“For God has not given us the spirit of fear, but of power and of love and of a sound mind.” – 2 Timothy 1:7
A few weeks ago, I had the opportunity to talk to a group of young women at Dillard University about facing fears. The workshop was put on by a Dillard alum named Marina Banks and was extremely inspiring. We started off the event with “I Am” statements and I remember listening to the girls and wondering what “I am” statement would have defined me before I started college. In a matter of minutes, I realized the statement would have been “I am afraid.”
It was 2009 and I’d been presented with the opportunity to go to the #1 journalism school in the country in a place called Columbia, Missouri. I’d traveled outside of the state before but never to the Midwest and just like the present, was extremely close to my family. I knew I wanted to go out of state to school, but I’d had my heart set on an HBCU after years of being in predominantly white institutions. I applied to Clark Atlanta, Hampton University and then for good measure I applied my mom’s alma mater, the University of North Texas and the University of Missouri.
During my decision making process, I remember people coming out of the woodwork talking about how great it would be for me to go to the University of Missouri and all the doors that would open up for me as a result of my attendance there. When I had more or less resigned to the choice of attending Mizzou, I remember sitting on the couch at my parent’s house, crying “Why doesn’t God care about what I want?” Oh how I wish I could take those words back. Only in retrospect do I realize how ridiculous I sounded. But I was speaking from a place of fear, fear of the unknown, fear of spending yet another four years as the minority, fear of being so far away from family, fear from living in a place I’d never visited and to be honest – fear of the cold! I was from Texas, cold for us was 65 degrees and at times, Missouri got as low as 7! In my mind, it just wasn’t worth it. I would have rather stuck with the familiar, stuck with what people around me were doing and attended Texas Tech or the University of Texas at Austin, but God had bigger plans.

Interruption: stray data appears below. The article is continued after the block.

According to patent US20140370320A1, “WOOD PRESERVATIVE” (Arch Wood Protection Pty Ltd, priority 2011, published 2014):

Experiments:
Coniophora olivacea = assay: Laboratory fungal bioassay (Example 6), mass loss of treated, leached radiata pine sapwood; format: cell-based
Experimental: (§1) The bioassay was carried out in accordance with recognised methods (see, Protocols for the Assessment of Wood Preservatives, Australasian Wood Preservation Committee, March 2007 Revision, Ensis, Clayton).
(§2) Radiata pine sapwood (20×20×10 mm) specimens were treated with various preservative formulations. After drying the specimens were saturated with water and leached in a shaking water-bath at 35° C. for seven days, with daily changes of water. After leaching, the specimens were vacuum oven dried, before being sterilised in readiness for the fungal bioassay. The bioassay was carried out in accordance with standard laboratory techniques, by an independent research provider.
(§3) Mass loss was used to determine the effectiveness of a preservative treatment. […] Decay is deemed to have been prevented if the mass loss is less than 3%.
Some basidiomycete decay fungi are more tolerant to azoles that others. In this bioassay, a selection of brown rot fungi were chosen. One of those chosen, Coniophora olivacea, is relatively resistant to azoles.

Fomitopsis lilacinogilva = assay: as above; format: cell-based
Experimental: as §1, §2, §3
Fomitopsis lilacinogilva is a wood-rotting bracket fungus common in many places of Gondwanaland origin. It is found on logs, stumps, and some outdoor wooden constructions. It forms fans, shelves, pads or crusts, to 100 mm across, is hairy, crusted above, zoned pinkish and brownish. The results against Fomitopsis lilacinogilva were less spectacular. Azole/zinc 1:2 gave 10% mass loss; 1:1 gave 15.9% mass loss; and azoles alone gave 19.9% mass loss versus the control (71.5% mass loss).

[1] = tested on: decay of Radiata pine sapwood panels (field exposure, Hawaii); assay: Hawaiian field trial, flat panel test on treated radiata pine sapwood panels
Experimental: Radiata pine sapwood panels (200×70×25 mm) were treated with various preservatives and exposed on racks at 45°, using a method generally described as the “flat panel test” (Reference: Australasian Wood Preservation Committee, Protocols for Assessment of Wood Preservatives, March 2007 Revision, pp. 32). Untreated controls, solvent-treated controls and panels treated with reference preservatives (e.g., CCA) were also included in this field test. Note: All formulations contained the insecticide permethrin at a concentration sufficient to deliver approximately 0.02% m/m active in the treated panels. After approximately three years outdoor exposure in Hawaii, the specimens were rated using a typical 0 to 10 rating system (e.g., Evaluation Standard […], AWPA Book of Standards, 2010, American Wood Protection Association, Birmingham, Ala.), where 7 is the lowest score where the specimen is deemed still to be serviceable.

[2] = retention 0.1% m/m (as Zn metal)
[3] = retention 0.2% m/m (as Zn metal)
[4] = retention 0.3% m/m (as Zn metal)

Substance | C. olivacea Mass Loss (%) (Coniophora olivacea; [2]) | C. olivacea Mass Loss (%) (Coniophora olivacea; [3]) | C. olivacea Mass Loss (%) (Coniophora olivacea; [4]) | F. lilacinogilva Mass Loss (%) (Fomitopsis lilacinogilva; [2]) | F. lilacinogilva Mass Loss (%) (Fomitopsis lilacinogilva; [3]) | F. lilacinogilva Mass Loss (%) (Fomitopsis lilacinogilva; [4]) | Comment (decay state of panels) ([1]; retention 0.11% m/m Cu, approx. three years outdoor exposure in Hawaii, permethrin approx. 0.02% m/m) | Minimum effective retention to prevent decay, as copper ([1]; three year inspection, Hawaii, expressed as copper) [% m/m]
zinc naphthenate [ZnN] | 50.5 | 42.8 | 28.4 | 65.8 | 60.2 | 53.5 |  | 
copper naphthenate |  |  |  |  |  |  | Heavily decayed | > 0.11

As I continued to reflect on how grateful I was that God didn’t allow my fear to skew my decision, I thought to myself, why do we allow fear to have such a hold on us? Why do we allow it to limit our potential? For me it boils down to two major things. Not wanting to leave our comfort zones and/or not having a clear example. Our comfort zones take time to build up and may be composed of a particular routine, group of people and specific activities. It becomes so innate in us that we can do it without thinking and often resort to it in times when we’re afraid.
For example, let’s say you’re an introvert which doesn’t mean you hate people or being around people, it just means given the choice between a night out with a bunch of folks you don’t know or the chance to just Netflix and chill, you’d choose the latter. One day you have this enormous opportunity to work at the White House, you get through the application process, pass all the interviews and background checks and the final stage requires that you attend a ball some government officials are hosting at Gallier Hall. Immediately, you start to panic. A small voice in your head says that it’ll be okay, you’ll get through it and you might even have fun at the event. But the voice you’re used to, your own, overpowers it and by the weekend of the ball, you decide you’re not going. Instead, you opt to stay in your house and start looking for new internships.
In this particular case, you allowed the fear of the unknown to keep you from going and you resorted back to your comfort zone and missed out on a huge opportunity.
The other reason I gave during my speech to the girls was that sometimes we allow fear to overcome us if we don’t have a clear example of someone around us doing what it is we want to do. I have a friend named Kam who started a nonprofit organization called Dream Outside the Box during her freshman year of college. In a nutshell, Dream Outside the Box partners with different university departments and organizations to help expose children in the community to careers and opportunities they may not have otherwise had interest in. For example, they might tell students about job opportunities as nutritionists, lawyers, journalists or engineers and uses hands on activities to give them a small glimpse of what some of their responsibilities might include if they were to enter this particular field.